Since with plain black or green teas, do not over steep chai blends that contain tea, as this may cause the tea leaves to release some bitterness and astringency. After the necessary steeping time has passed, taste your Chai and decide whether you’d like it to steep a bit longer.

If your Chai incorporates black tea, it should be steeped somewhat longer and at slightly higher water temperatures than green tea-based Chai. Generally, this is between 200 and 212 degrees Fahrenheit for three to five minutes. If your Chai contains green tea, simmer it at a lower temperature, between 170 and 190 degrees, for 3 to 5 minutes. (If you don’t have an electric kettle with temperature control, keep in mind that water simmers at 190 degrees Fahrenheit and boils at 212 degrees Fahrenheit at sea level.) The boiling point of water drops by roughly a degree for every 1,000 feet of altitude gain.)

Chai sourcing and storage

Like any other type of tea, a chai blend will not go “bad,” although it can become stale. To ensure you’re having the freshest Chai, get from a reliable source that can provide information about the Chai’s processing and packaging. With the following storage tips in mind, chai tea blends can stay fresh for up to a year:

  • Tea should always be stored in a cool, dark place.
  • Keep tea away from heat, light, air, and moisture, and never refrigerate tea.
  • Tea will keep for a longer period if it is kept in an opaque, airtight container.
  • Allow the tea to exist in a separate pantry from products such as coffee and spices, which can impart flavor to the tea leaves.

Not only does chai tea taste great, but it is also relatively healthy! Chai is made with various healthy ingredients, including black tea, ginger, cinnamon, cloves, and cardamom. While the specific spices in chai tea may vary, the following are some of the more popular spices used in chai blends.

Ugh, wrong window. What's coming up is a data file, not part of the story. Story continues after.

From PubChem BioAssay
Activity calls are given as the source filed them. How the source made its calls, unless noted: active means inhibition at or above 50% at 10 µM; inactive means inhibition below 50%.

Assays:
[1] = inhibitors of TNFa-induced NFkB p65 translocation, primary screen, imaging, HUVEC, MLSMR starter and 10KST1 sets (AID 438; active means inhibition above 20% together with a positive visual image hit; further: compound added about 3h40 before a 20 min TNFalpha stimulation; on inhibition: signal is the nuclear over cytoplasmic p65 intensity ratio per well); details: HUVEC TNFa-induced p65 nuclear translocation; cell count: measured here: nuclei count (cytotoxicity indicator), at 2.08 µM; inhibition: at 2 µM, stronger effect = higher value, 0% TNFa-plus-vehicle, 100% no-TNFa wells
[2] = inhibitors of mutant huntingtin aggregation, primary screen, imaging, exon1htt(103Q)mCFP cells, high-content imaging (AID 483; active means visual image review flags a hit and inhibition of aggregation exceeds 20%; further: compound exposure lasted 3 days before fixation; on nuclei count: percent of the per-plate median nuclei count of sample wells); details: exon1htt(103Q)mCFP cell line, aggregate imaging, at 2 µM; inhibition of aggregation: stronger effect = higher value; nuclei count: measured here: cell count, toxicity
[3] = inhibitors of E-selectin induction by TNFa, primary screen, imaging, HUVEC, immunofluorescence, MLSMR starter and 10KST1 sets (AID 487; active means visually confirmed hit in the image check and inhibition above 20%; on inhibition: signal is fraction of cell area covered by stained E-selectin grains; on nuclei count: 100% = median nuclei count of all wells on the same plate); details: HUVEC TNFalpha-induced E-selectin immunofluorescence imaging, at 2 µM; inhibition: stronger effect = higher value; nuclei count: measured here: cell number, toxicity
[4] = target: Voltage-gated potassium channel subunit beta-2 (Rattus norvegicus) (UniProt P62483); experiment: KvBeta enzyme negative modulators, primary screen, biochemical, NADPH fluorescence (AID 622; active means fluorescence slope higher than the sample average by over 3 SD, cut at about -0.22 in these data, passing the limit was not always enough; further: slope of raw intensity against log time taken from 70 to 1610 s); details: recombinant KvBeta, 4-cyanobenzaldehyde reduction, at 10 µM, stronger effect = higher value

Chai Tea Benefits

The following are just a few of the numerous benefits of chai tea:


Chai tea is an excellent source of antioxidants, which function to combat free radicals in the body, promote cellular health, and aid in preventing degenerative diseases and certain types of cancer. Like other forms of tea derived from the camellia Sinensis tea plant, Black tea is highly high in antioxidants. Additionally, cinnamon bark, cardamom, and cloves are antioxidant-rich.

Improves cardiovascular health

Chai tea’s ingredients have been demonstrated to boost heart health. Black tea includes flavonoids, a unique chemical responsible for much of black tea’s significant health benefits. In addition, flavonoids may help prevent plaque accumulation in the body’s arteries, thereby reducing the strain on the heart. Cinnamon has also been demonstrated to be beneficial in treating cardiovascular disease and reducing bad cholesterol.

Aids in digestion

Additionally, drinking chai tea can aid digestion and alleviate stomach discomfort. Consuming black tea has been shown to have a beneficial effect on digestion and can help prevent gastrointestinal problems when they do occur. Ginger is also a potent digestive aid, and its use can assist in alleviating gastrointestinal symptoms and support the digestive system’s correct function. Cardamom also contains a plethora of digestive aids!